Now, with the matchday clarification outlined above, it is possible to infer all but 2 of the teams in the results list and begin filling in some other gaps:

enter image description here

- Since F's matches against B, C and D are already identified, they must have played E in match 3 and A in match 13.
- B's match on matchday 5 cannot be against D, since we know they must score 4 goals and D's opponents here score only 2; thus B play C in match 14 and E play D in match 15.
- Match 1 must now be between A and B, while C must play D in match 2.
- Thus, match 5 must now be B vs E, making match 4 A vs C.
- In match 7, A must play D, since C and E play each other in match 9 on the same matchday.
- Thus, match 10 must now be A vs E while match 11 is B vs D.
- C has lost vs B in match 14, so cannot finish 1st (since the first-placed team loses 0).
- F now has 9 goals for and 10 against (with a GD of -1), with one game's GF and one game's GA still to identify; to get a net total GD of -2 the difference between these unknown values must be -1. F must therefore lose to C, since C must score at least one goal. This must mean their match vs A is F's last remaining draw, so they score 2 against A to draw and concede 3 against C to get the target additional -1 GD. F's GF and GA are now known.
- B's win against C is their only one, so match 1 must be an A win or a draw. A thus cannot lose 2 matches and finish last; coupled with the knowledge that B, C, E and F have all won at least one match (and thus cannot finish last), D must be in 6th place.
- This also means that the result between B and D in match 11 must end in a 2-2 draw, since B have had their one win already, and D never win. D must also score 2 against E to bring their GF total up to the known 8 goals.


enter image description here

- B's one win comes against C in match 14. Match 1 must therefore end in an A win or a 3-3 draw. Similarly, since D win 0, match 7 must result in an A win or draw. A therefore win or draw all of their matches and must be the team who finishes 1st.
- B must concede 5 goals in total against A in match 1 and E in match 5. These means they must concede in both matches and they must lose to E. Since E come 2nd or 3rd and both places contain teams who won exactly 2 matches, we now have both of E's wins pinpointed (B and F in match 3).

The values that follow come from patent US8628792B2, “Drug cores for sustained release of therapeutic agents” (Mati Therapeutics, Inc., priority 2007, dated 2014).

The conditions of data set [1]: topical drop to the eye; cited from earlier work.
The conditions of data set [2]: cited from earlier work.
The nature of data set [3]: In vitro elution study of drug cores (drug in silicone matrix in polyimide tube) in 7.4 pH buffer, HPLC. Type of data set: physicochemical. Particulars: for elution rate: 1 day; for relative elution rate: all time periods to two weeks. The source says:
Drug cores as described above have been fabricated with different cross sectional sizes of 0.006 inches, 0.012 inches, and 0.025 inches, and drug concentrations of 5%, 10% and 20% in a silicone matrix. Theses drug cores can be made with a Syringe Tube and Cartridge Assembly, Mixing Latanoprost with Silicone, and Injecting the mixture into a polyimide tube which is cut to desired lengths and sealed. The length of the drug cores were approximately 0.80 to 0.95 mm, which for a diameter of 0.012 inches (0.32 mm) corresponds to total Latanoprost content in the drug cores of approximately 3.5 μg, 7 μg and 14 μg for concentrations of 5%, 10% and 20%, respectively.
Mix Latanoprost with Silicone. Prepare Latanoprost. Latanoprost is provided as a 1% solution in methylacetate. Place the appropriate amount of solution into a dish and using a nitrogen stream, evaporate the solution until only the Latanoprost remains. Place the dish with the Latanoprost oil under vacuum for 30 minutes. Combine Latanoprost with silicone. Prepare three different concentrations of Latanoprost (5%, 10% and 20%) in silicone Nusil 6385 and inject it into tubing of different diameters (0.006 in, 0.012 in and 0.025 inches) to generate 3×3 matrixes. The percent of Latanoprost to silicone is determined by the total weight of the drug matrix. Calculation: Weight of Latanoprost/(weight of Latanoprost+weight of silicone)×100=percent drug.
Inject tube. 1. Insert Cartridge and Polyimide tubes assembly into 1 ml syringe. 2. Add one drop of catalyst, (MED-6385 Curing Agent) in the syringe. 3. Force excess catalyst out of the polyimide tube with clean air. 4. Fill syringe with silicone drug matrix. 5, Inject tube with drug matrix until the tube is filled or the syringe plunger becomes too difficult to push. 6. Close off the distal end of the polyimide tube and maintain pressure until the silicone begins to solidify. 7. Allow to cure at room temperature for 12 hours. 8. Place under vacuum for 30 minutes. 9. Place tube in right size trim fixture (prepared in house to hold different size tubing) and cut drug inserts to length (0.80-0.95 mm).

- For the match between C and E, we know that C must concede 2 or 3 goals (they concede 8 in their other 4 games and must concede 10 or 11 overall) and that E must concede 3 or 4 goals (they concede 7 in their other 4 games and must concede 10 or 11 overall) - i.e. C must score at least 3 goals vs E. This means the most C can score against A in match 4 is 1 goal (as they only score 9 in total, regardless of whether they finish 2nd or 3rd) and they must lose to A.
- This in turn means we now know C loses 2 games in total - against A and B (in match 14), which means they must finish 3rd and E 2nd. This means they concede 11 goals in total and must let in 3 against E. E concede 10 goals in total and must also let in 3 against C - the game ends in a draw.
- C's match vs D must thus be a 1-0 win (to get their 2 wins) and they score 0 vs A.
- E's two draws are against C and D, they have beaten B and F, so must lose to A.


enter image description here

- D must concede 2 against A to end up conceding 11 in total, so A vs D is a 2-2 draw.
- We have now identified all 6 draws in the tournament, so A must beat B 4-3. This means A score 16 goals in total, and thus must concede 8 in total to get a net GD of 8 - they must therefore concede 1 against E.
- This means E must score 1 in their victory against B. This makes B's GF and GA both 13 as required also.

And the puzzle is solved, albeit with the ambiguity in the C-E draw... Phew!